Symptoms of Datura poisoning in horses

Although fairly common in most paddocks, Datura is most definitely not your horse’s friend.

Symptoms of Datura poisoning in horses
The thorn-like fruit of Datura houses the seeds, which contain high levels of toxins.
Photo: Kim Dyson
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Jimson weed (Datura stramonium) is named after a case of human poisoning in Jamestown, Virginia, in the US, in the late 1600s, when soldiers ate the plant in a salad and became extremely ill. Known as ‘malpitte’ (mad seeds) in South Africa, this weed is not your horse’s friend – and it’s also dangerous to humans.

After all, this annual belongs to the Solanaceae – or deadly nightshade – family. All parts of the plant are toxic, but the highest amount of toxins are found in the ripe seeds, the leaves of young plants, dried leaves and stems.

Dried hay

When it comes to horses, dried hay may contain young Datura plants (Datura stramonium and D. ferox), so it is very important to check for weeds when filling teff nets. Because of the plant’s strong odour and unpleasant taste, animals only consume it when other food isn’t available.

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Often there will be no obvious signs your horse has eaten this weed, except for the sudden appearance of the young plants on your muck heap.

The first physical signs that your horse may have eaten this weed are changes in its respiratory rate, gum and eyelid colour, and heart rate. Later symptoms include dry mucose membranes, acute gastric dilation, severe intestinal gas, refusal to eat or drink and no defecation or urination.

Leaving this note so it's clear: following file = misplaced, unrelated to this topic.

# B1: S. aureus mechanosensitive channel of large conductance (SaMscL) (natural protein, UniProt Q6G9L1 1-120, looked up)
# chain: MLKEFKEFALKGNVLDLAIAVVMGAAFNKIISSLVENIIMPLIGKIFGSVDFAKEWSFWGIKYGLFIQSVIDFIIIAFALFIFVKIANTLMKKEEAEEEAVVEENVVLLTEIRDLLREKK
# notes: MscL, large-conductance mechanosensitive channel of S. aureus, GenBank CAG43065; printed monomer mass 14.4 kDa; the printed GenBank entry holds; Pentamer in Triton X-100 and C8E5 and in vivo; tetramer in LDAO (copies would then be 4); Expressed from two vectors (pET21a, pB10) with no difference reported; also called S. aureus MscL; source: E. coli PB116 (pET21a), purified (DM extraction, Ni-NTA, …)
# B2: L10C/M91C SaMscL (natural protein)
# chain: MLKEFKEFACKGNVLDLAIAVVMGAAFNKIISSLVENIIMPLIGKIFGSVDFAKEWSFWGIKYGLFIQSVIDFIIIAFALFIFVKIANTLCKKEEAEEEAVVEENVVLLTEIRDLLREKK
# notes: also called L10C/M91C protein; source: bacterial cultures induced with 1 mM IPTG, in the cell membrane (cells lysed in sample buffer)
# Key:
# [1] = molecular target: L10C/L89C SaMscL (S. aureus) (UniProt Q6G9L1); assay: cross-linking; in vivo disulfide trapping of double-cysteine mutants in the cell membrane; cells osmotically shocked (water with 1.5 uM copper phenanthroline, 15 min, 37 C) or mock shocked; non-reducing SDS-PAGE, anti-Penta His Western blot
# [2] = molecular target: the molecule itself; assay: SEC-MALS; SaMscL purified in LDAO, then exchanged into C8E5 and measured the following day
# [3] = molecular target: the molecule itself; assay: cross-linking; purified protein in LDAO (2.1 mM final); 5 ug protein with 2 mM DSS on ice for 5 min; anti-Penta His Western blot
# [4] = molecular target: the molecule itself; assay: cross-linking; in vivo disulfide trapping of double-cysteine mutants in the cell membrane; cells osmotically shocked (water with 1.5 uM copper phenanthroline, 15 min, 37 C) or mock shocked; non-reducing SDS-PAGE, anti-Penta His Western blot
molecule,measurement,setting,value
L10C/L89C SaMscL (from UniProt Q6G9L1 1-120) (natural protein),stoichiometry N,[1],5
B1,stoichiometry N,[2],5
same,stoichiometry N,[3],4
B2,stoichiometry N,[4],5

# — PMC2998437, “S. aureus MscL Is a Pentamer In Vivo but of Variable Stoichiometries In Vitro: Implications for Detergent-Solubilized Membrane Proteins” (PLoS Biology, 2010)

Datura intoxication

Horses that have eaten this weed have toxic liver dystrophy, cardiac lesions and necrotic processes in the kidneys. It also causes hallucinations and intoxication, with sometimes fatal consequences.

READ: When to call the horse vet

Very often a horse owner will say they thought a snake was in their horse’s stable at night as there were hoof marks up the walls. Then, after closer examination, the horse has been found to have eaten Datura.

Colic symptoms in horses after ingesting the weed can be moderate to severe and continuous. Your horse will paw at the ground and turn its head mainly to the left side of its stomach. It will also stand with its legs far apart as if trying to urinate.

There will be sweating, grinding of teeth, flared nostrils, high and low temperatures, then weak, soft heart rates (100 to 120 beats/minute), elevated respiration (50 to 60 breaths/minute) and then very shallow breathing. Often heave lines are evident on the rib cage.

In ancient herbal medicine, Jimson weed was used internally to treat epilepsy and ‘melancholy’. Externally, it formed the basis of ointments for burns and rheumatism. More recently, preparations from the plant have been used as ingredients in some asthma medicines. However, the plant is generally considered too toxic for medical applications nowadays.

Don’t try to treat this on your own. Let your vet know immediately, have your paddocks checked every week – and burn all weeds!